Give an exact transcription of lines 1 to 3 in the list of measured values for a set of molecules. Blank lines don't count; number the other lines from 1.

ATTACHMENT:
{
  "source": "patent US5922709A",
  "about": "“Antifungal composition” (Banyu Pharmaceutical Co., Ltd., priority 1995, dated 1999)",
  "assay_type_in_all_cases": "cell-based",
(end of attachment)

{
  "source": "patent US5922709A",
  "about": "“Antifungal composition” (Banyu Pharmaceutical Co., Ltd., priority 1995, dated 1999)",